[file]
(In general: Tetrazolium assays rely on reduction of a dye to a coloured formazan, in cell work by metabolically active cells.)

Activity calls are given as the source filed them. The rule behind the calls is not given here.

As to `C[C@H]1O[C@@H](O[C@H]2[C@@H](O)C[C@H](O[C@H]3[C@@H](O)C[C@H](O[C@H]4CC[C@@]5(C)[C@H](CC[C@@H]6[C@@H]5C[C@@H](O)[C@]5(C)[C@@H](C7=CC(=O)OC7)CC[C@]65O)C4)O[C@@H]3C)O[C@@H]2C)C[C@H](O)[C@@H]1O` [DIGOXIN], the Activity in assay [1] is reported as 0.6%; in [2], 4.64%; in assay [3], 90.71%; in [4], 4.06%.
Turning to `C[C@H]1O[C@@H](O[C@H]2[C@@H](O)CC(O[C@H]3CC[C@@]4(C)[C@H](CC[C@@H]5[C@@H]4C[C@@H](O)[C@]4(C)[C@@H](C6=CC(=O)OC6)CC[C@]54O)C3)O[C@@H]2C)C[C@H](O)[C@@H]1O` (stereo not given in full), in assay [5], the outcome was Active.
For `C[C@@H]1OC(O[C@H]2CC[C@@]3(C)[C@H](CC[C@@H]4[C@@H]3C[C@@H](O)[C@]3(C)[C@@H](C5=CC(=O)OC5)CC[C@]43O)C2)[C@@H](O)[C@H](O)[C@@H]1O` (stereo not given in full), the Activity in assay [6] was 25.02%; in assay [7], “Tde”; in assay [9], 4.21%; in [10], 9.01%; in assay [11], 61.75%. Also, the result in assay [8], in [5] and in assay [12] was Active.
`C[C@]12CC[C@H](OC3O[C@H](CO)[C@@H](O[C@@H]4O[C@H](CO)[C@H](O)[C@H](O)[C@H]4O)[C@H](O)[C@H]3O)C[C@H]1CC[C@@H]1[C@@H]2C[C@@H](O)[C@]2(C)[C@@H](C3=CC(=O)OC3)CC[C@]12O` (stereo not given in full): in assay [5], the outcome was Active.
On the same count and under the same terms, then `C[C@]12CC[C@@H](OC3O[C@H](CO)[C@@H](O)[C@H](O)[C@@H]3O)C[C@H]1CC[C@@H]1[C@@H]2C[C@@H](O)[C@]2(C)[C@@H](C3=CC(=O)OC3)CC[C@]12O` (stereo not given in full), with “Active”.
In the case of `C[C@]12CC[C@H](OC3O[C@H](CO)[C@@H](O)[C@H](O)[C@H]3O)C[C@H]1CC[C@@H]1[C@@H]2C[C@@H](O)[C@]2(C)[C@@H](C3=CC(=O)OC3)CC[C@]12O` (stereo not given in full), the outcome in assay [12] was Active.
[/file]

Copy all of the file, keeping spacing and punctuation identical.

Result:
(In general: Tetrazolium assays rely on reduction of a dye to a coloured formazan, in cell work by metabolically active cells.)

Activity calls are given as the source filed them. The rule behind the calls is not given here.

As to `C[C@H]1O[C@@H](O[C@H]2[C@@H](O)C[C@H](O[C@H]3[C@@H](O)C[C@H](O[C@H]4CC[C@@]5(C)[C@H](CC[C@@H]6[C@@H]5C[C@@H](O)[C@]5(C)[C@@H](C7=CC(=O)OC7)CC[C@]65O)C4)O[C@@H]3C)O[C@@H]2C)C[C@H](O)[C@@H]1O` [DIGOXIN], the Activity in assay [1] is reported as 0.6%; in [2], 4.64%; in assay [3], 90.71%; in [4], 4.06%.
Turning to `C[C@H]1O[C@@H](O[C@H]2[C@@H](O)CC(O[C@H]3CC[C@@]4(C)[C@H](CC[C@@H]5[C@@H]4C[C@@H](O)[C@]4(C)[C@@H](C6=CC(=O)OC6)CC[C@]54O)C3)O[C@@H]2C)C[C@H](O)[C@@H]1O` (stereo not given in full), in assay [5], the outcome was Active.
For `C[C@@H]1OC(O[C@H]2CC[C@@]3(C)[C@H](CC[C@@H]4[C@@H]3C[C@@H](O)[C@]3(C)[C@@H](C5=CC(=O)OC5)CC[C@]43O)C2)[C@@H](O)[C@H](O)[C@@H]1O` (stereo not given in full), the Activity in assay [6] was 25.02%; in assay [7], “Tde”; in assay [9], 4.21%; in [10], 9.01%; in assay [11], 61.75%. Also, the result in assay [8], in [5] and in assay [12] was Active.
`C[C@]12CC[C@H](OC3O[C@H](CO)[C@@H](O[C@@H]4O[C@H](CO)[C@H](O)[C@H](O)[C@H]4O)[C@H](O)[C@H]3O)C[C@H]1CC[C@@H]1[C@@H]2C[C@@H](O)[C@]2(C)[C@@H](C3=CC(=O)OC3)CC[C@]12O` (stereo not given in full): in assay [5], the outcome was Active.
On the same count and under the same terms, then `C[C@]12CC[C@@H](OC3O[C@H](CO)[C@@H](O)[C@H](O)[C@@H]3O)C[C@H]1CC[C@@H]1[C@@H]2C[C@@H](O)[C@]2(C)[C@@H](C3=CC(=O)OC3)CC[C@]12O` (stereo not given in full), with “Active”.
In the case of `C[C@]12CC[C@H](OC3O[C@H](CO)[C@@H](O)[C@H](O)[C@H]3O)C[C@H]1CC[C@@H]1[C@@H]2C[C@@H](O)[C@]2(C)[C@@H](C3=CC(=O)OC3)CC[C@]12O` (stereo not given in full), the outcome in assay [12] was Active.